Spring is on it’s way! Celebrate the change of season with our Mystery Block Quilting Contest. Throughout the month of April,  Brooklyn General Store will post a new “Mystery” quilt block to the blog each week. Your challenge will be to incorporate all four blocks into a beautiful quilt that reflects the season. The quilter with the most fun and creative interpretation will win a Brooklyn General Store gift certificate that can be used to stock up on sewing supplies and the winning quilt will be displayed in the shop window for all to admire.

A note about patterns:

Patterns use are formatted to “paper piecing” assembly. This means that they do not include seam allowances. Contestants are not required to use paper piecing techniques but should be sure to add a consistent seam allowance to the pieces before cutting for accuracy in assembly.

Rules and Requirements for Consideration:

  1. Contestants must incorporate all four patterns posted into the final quilt design. In other words, each pattern square must be used at least once in your submitted designs.
  2. Quilts entered must have a finished measurement of at least 36” on any side. The smallest quilts considered for this contest is 36” x 36”.
  3. At least one fabric purchased at Brooklyn General Store between January 1- April 30, 2013 must be used in quilts to be considered in this competition.
  4. Submissions will be accepted by email only. Contestants should email submissions to info[at] All entries must be received no later than 11:59pm (est) on Tuesday, April 30, 2013 and must include 3-5 images of the final quilt submission. Please format images at 72 dpi and no more than 800×1000 pixels.
  5. Applications must be submitted by email and include contestant’s contact information in the body of the email: NAME, ADDRESS, PHONE and EMAIL address of contestant as well as a listing of attached photo images (e.g., 1. front view, 2. back view, 3. detail).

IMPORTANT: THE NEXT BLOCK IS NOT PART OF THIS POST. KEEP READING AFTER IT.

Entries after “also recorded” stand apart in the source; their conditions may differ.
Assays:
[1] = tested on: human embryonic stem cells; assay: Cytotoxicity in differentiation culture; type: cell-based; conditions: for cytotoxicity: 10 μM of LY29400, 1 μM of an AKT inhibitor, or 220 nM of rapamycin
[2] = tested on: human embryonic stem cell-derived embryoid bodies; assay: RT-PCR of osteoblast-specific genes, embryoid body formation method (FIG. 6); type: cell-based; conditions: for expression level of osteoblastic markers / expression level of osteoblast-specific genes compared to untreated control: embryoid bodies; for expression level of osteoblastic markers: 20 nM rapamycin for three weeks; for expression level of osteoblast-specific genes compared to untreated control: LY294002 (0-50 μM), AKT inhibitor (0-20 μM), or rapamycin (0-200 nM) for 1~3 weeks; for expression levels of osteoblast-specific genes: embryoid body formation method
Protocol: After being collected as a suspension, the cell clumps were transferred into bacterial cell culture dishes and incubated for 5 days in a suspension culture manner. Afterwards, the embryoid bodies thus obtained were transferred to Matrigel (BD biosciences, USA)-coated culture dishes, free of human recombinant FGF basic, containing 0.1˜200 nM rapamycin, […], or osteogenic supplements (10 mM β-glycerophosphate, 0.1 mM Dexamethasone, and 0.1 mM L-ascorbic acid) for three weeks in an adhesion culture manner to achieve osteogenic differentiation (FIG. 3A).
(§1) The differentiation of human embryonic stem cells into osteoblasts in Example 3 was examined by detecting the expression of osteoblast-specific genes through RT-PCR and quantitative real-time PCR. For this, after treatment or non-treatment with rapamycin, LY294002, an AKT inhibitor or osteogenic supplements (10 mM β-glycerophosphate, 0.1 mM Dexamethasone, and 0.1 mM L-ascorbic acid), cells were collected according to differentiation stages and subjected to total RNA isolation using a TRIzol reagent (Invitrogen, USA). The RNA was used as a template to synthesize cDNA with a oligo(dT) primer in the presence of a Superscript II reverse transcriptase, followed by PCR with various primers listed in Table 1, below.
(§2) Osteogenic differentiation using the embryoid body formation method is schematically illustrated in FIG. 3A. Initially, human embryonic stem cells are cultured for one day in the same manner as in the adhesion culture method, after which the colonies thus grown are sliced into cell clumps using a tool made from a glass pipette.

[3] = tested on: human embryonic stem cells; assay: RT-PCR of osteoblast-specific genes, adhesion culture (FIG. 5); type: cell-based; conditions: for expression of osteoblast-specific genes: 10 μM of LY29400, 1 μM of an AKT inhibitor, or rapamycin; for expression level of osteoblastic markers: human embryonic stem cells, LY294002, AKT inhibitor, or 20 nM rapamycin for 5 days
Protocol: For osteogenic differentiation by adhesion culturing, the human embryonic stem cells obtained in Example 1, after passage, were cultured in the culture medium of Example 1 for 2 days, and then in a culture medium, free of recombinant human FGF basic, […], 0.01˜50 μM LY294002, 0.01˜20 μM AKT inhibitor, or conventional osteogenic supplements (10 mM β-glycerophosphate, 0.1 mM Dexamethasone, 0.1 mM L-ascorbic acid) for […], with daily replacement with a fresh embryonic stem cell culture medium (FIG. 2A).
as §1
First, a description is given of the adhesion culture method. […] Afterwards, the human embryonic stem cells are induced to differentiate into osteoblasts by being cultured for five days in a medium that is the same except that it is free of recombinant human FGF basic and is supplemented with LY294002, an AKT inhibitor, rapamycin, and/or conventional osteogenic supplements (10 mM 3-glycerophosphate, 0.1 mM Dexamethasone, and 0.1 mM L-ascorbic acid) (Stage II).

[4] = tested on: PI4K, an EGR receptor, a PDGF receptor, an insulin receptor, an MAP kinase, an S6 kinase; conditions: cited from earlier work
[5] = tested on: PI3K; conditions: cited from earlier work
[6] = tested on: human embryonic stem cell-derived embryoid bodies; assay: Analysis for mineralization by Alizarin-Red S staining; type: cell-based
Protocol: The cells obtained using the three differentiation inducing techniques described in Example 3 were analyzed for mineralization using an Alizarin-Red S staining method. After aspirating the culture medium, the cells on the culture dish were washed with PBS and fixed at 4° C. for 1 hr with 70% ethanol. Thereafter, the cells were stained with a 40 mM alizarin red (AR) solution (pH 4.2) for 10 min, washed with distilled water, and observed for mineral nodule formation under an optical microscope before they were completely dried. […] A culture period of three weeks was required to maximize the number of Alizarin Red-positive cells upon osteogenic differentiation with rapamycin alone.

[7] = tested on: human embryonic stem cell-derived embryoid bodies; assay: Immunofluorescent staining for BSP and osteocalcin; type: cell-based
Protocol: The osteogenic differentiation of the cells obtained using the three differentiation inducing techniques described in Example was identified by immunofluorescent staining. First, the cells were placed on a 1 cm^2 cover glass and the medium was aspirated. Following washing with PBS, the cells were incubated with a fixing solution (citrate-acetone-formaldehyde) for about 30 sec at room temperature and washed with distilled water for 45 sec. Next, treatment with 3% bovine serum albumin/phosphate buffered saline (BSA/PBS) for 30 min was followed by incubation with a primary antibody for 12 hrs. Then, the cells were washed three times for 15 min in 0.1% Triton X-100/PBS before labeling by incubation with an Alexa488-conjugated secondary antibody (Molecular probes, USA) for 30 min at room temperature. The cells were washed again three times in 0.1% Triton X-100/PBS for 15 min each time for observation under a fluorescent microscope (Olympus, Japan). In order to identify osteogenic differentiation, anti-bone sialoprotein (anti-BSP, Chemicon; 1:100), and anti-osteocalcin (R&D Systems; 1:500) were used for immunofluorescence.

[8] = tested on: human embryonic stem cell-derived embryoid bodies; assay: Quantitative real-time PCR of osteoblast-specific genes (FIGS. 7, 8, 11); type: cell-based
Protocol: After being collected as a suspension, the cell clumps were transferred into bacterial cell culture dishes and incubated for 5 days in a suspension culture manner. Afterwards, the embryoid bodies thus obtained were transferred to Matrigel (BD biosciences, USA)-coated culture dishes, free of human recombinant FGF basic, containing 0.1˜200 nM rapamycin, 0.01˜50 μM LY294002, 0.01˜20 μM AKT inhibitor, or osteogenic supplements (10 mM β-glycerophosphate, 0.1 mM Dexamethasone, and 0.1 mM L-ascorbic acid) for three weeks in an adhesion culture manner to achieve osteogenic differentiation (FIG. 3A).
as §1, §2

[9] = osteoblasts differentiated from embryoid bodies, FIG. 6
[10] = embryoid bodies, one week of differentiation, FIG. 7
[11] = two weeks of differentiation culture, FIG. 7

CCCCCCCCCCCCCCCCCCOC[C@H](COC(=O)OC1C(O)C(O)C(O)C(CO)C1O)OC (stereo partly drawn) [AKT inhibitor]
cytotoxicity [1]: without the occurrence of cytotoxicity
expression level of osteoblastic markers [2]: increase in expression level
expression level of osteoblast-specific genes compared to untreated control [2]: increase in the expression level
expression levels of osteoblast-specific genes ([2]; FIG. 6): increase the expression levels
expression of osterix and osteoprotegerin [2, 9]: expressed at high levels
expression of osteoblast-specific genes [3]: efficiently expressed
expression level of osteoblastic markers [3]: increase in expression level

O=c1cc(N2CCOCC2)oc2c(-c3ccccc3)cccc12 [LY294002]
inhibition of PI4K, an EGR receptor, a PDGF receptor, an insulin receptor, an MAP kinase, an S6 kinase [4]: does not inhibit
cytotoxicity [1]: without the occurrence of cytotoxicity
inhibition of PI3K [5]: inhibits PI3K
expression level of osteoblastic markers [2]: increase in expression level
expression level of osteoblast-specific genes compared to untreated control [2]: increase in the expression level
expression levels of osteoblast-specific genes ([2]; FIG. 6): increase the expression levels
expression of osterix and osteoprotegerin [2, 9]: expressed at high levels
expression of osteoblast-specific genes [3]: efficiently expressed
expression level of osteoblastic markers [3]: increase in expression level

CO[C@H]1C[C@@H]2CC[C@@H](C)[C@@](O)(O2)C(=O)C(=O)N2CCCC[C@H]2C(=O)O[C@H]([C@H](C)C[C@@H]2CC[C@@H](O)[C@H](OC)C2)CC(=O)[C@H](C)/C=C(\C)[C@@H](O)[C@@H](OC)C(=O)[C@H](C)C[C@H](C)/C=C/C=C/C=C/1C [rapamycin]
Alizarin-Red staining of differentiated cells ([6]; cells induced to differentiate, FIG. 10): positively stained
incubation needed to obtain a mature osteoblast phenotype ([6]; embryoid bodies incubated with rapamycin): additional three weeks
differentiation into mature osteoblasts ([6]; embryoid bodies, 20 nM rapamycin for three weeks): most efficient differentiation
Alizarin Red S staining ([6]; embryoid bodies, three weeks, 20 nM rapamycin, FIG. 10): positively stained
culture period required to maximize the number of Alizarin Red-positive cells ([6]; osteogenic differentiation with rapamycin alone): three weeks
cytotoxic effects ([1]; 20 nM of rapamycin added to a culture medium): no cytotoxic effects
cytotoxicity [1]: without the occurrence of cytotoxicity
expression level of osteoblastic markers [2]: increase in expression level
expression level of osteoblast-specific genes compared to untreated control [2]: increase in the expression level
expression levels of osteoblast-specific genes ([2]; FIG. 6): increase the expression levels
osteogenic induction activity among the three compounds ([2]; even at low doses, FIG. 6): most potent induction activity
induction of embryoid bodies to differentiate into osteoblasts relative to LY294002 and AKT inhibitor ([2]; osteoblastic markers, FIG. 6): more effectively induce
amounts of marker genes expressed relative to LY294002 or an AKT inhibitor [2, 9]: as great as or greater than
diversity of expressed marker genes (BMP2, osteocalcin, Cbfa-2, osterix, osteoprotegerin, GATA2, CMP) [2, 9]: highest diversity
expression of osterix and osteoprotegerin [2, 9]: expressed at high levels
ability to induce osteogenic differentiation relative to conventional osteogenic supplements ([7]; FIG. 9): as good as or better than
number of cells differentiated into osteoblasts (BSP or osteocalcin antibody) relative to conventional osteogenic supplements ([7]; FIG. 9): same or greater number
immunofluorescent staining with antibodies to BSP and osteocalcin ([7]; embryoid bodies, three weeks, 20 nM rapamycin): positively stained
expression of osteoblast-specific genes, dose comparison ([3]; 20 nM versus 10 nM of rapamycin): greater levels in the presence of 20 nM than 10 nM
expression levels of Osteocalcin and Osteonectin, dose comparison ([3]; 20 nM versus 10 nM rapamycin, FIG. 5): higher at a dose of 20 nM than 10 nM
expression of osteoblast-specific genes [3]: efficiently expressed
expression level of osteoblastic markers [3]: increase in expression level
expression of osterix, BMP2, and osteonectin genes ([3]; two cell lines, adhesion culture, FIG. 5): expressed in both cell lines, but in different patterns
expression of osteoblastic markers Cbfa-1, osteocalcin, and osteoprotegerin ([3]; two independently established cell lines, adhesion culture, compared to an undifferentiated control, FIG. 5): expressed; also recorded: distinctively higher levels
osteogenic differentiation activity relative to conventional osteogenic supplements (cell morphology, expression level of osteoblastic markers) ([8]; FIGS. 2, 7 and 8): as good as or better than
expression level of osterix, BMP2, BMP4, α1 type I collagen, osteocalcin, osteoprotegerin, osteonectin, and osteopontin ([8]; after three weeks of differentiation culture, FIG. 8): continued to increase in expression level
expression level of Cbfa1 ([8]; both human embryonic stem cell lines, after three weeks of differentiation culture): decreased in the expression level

6. The winner will be selected and announced on the Brooklyn General Store website May 6th, 2013. Good luck!
  7. Here is the first block: mystery1

Marcie’s Work

15 Sep


Whenever I teach a sewing class at Brooklyn General Store I always make my students take their measurements and the reaction is always a series of groans followed by the words, “I don’t have to say them out loud, right?”  But when I ask the same people why they want to learn how to sew the answer is almost always because they want to make clothes that fit them.

It’s a sad fact that we have such an aversion to our own shapes.   When I was a senior in high school I lost 30 pounds (almost exclusively from above my hips, darn it!)  About the same time I bought my first vintage dress – a purple cotton lawn with translucent purple buttons up the front.  It came in at the waist and had a full skirt.  It was my first glimpse of what having something the right fit and shape can do for a girl and I was hooked.  Today my closet is full of dresses that fit similarly – both vintage and handmade.

After I graduated from college I worked for the designer Mary Adams.  Here I saw women of all shapes and sizes come to the store and walk out with the most beautiful wedding dresses that fit them perfectly.  It was a lesson in taking the time to make something right that I will never forget.  Each dress began with a fitting and was followed by a series of muslins before the final dress was even cut.  Making something fit is not usually something you can do on your first try (in fact, the bicycle dress above  had to be taken apart at one point because I needed to take the waist in and up) but the first step is always to know your shape.

My measurements haven’t changed much in the years since high school.  Since I will probably always have an extra large backside I make things that highlight the things I like about myself like my waist and flatter things, like my bum and thighs that I’m not so crazy about.  I’ve even grown to accept (and, gasp, even like) my knobby knees.

I always use my measurements as the example in my classes, I consider it a sign of trust.

So here we go – 32-27-42.  A perfect pear.